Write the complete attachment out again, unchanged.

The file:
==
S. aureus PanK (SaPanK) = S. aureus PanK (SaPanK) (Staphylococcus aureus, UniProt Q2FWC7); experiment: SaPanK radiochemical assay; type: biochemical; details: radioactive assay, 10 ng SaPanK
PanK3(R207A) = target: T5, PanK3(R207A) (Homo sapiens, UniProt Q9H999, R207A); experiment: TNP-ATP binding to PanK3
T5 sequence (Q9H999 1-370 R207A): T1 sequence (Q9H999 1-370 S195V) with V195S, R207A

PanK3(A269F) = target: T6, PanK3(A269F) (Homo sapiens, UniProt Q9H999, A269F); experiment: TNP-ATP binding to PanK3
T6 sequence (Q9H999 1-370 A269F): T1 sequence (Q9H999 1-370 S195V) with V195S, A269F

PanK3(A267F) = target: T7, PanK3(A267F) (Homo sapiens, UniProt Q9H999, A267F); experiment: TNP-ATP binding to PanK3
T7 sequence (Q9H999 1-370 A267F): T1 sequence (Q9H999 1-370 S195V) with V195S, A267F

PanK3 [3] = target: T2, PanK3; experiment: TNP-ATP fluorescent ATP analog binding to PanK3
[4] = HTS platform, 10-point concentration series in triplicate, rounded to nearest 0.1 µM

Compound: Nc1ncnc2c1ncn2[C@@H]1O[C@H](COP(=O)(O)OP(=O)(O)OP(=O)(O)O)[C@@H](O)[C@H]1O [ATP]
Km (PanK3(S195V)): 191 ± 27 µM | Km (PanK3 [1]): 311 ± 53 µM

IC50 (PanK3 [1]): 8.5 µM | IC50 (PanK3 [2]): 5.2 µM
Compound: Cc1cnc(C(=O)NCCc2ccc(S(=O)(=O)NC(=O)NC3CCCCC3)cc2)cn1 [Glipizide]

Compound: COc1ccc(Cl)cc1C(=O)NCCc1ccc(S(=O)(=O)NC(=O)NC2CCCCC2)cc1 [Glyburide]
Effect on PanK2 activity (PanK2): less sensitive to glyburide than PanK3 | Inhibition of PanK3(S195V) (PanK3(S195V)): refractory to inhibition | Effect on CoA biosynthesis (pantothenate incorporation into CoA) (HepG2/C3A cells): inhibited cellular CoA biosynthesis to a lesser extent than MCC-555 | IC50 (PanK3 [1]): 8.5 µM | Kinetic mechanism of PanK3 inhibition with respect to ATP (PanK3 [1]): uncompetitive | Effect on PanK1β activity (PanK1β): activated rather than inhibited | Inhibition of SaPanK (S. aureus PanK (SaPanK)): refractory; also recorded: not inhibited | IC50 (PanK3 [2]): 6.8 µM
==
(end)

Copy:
S. aureus PanK (SaPanK) = S. aureus PanK (SaPanK) (Staphylococcus aureus, UniProt Q2FWC7); experiment: SaPanK radiochemical assay; type: biochemical; details: radioactive assay, 10 ng SaPanK
PanK3(R207A) = target: T5, PanK3(R207A) (Homo sapiens, UniProt Q9H999, R207A); experiment: TNP-ATP binding to PanK3
T5 sequence (Q9H999 1-370 R207A): T1 sequence (Q9H999 1-370 S195V) with V195S, R207A

PanK3(A269F) = target: T6, PanK3(A269F) (Homo sapiens, UniProt Q9H999, A269F); experiment: TNP-ATP binding to PanK3
T6 sequence (Q9H999 1-370 A269F): T1 sequence (Q9H999 1-370 S195V) with V195S, A269F

PanK3(A267F) = target: T7, PanK3(A267F) (Homo sapiens, UniProt Q9H999, A267F); experiment: TNP-ATP binding to PanK3
T7 sequence (Q9H999 1-370 A267F): T1 sequence (Q9H999 1-370 S195V) with V195S, A267F

PanK3 [3] = target: T2, PanK3; experiment: TNP-ATP fluorescent ATP analog binding to PanK3
[4] = HTS platform, 10-point concentration series in triplicate, rounded to nearest 0.1 µM

Compound: Nc1ncnc2c1ncn2[C@@H]1O[C@H](COP(=O)(O)OP(=O)(O)OP(=O)(O)O)[C@@H](O)[C@H]1O [ATP]
Km (PanK3(S195V)): 191 ± 27 µM | Km (PanK3 [1]): 311 ± 53 µM

IC50 (PanK3 [1]): 8.5 µM | IC50 (PanK3 [2]): 5.2 µM
Compound: Cc1cnc(C(=O)NCCc2ccc(S(=O)(=O)NC(=O)NC3CCCCC3)cc2)cn1 [Glipizide]

Compound: COc1ccc(Cl)cc1C(=O)NCCc1ccc(S(=O)(=O)NC(=O)NC2CCCCC2)cc1 [Glyburide]
Effect on PanK2 activity (PanK2): less sensitive to glyburide than PanK3 | Inhibition of PanK3(S195V) (PanK3(S195V)): refractory to inhibition | Effect on CoA biosynthesis (pantothenate incorporation into CoA) (HepG2/C3A cells): inhibited cellular CoA biosynthesis to a lesser extent than MCC-555 | IC50 (PanK3 [1]): 8.5 µM | Kinetic mechanism of PanK3 inhibition with respect to ATP (PanK3 [1]): uncompetitive | Effect on PanK1β activity (PanK1β): activated rather than inhibited | Inhibition of SaPanK (S. aureus PanK (SaPanK)): refractory; also recorded: not inhibited | IC50 (PanK3 [2]): 6.8 µM